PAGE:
Lurtz swears to Saruman.
One thing that the films of The Lord of the Rings did was show how brilliantly expressive and disgustingly real the orcs could be. The prosthetics produced by WETA Workshop for the likes of Gothmog, Lurtz and Grishnakh prove that real, believable performances could be obtained through these faces of latex. The question and complaint from many critics of Azog is: “Why did he have to be a Computer Generated character?”.

It was clear that prosthetics could work, including the full-body skin suits that were used for Lurtz in Fellowship of the Ring. However all of this can be argued but the following theory requires some reading between the lines of the publicity machine.

Azog was nowhere to be seen in trailers or production diaries. He could have been a very well kept secret but WETA Digital in their online featurette explain how:

“Azog was one of the last characters on The Hobbit to get design approval. Originally cast as an actor in prosthetics, Peter Jackson decided that Azog really needed to stand out from the rest of the orcs, so Azog became the seven-foot pale orc we see in the film. This meant a very condensed time frame to bring him up to scratch.”

A life-size Azog statue at San Diego Comic-con.
A life-size Azog replica statue at San Diego Comic-con.
From this, we can conclude that they would’ve been under pressure to quickly produce good Azog shots. They go on to say that “whereas with other CG characters, we had developed from scratch, it can take months before they start feeling right, but with a bit of luck and a lot of artistry and technical know-how, Azog showed up in shots pretty much fully formed.”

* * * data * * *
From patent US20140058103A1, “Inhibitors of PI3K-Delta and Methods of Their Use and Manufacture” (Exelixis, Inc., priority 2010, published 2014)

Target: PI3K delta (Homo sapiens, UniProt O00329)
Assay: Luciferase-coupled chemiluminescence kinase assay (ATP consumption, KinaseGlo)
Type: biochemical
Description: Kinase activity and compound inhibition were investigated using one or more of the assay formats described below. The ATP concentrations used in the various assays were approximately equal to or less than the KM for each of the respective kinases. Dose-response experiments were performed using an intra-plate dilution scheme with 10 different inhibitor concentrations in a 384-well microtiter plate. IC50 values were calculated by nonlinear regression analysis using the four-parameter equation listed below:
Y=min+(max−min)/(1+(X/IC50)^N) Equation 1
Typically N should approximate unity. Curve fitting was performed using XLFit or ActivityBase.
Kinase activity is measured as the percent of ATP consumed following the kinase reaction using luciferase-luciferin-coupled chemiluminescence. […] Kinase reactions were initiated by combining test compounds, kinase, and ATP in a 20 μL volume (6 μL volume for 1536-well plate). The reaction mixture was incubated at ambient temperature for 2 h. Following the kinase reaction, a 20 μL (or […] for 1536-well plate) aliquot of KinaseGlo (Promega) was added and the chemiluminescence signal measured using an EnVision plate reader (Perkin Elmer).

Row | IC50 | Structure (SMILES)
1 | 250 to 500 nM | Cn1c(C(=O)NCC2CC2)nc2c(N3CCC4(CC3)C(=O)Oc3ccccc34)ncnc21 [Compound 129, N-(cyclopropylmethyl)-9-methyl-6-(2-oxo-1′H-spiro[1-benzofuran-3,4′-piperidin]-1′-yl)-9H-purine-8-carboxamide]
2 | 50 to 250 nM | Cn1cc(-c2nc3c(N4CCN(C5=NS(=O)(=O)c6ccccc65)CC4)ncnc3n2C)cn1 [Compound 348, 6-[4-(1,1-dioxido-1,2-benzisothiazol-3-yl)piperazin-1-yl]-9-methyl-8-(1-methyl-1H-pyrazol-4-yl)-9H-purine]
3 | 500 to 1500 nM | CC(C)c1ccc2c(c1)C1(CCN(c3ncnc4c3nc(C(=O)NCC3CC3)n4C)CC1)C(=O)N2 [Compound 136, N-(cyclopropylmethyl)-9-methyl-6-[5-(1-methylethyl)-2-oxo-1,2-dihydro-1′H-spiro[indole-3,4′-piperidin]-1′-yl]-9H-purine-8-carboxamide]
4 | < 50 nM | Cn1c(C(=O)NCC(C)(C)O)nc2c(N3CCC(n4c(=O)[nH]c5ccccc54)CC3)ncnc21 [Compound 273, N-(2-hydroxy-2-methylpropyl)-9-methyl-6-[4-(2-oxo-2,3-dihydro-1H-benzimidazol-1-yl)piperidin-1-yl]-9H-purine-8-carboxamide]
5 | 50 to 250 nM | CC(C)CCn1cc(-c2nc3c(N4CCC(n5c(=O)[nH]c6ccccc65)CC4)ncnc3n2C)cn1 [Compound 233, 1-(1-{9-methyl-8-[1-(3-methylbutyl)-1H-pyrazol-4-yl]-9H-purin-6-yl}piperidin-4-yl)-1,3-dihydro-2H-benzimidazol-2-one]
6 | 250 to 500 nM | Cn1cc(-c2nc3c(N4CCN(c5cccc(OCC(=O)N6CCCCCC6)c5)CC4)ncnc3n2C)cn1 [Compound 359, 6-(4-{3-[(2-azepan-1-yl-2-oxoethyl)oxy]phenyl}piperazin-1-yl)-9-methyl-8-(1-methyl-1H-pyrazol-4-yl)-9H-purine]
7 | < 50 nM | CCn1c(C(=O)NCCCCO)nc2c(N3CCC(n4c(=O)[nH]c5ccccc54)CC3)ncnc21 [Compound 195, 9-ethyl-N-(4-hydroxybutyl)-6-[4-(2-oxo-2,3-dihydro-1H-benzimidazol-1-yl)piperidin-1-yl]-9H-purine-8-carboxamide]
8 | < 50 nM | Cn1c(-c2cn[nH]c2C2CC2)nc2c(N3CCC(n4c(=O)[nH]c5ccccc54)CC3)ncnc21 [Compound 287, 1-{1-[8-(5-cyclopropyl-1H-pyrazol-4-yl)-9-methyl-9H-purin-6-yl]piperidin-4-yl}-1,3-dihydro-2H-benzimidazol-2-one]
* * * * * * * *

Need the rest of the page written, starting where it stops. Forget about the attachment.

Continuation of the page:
To me, this sounds like those shots would have to do because they didn’t have the time to let the character design evolve and start feeling right.

Was the whole process rushed for Azog?

Is that why the final product unfortunately reminds me of a video game boss, rather than a believable character such as Gollum?

The Trolls and the Goblin King looked fantastic because the team had plenty of time to refine them. You almost forget about Gollum being a CG character because he’s so seamlessly created. By contrast, Azog appears almost as an afterthought, inserted to provide An Unexpected Journey with a Lurtz that it sorely lacked. The life-size statue of Azog at this year’s San Diego Comic-Con adds weight to the argument that he looks much better in real life, but because they simply ran out of time, that wasn’t an option.


Khal Drogo from Game of Thrones.
Another notable difference about the Gundabad orcs of An Unexpected Journey compared to those from The Lord of the Rings is that they speak a dialect of Black Speech. This, too, felt out of place. The accents of Middle-earth became fairly well established within the films of The Lord of the Rings.

Elves and Men used a well-spoken neutral English accent. Most Hobbits spoke with West Country English or Scottish accents. Even the Corsairs of Umbar, as briefly as they were depicted, spoke with a Northern English accent. Of course there are some exceptions to this but as a whole they remain consistent and more importantly established in our minds.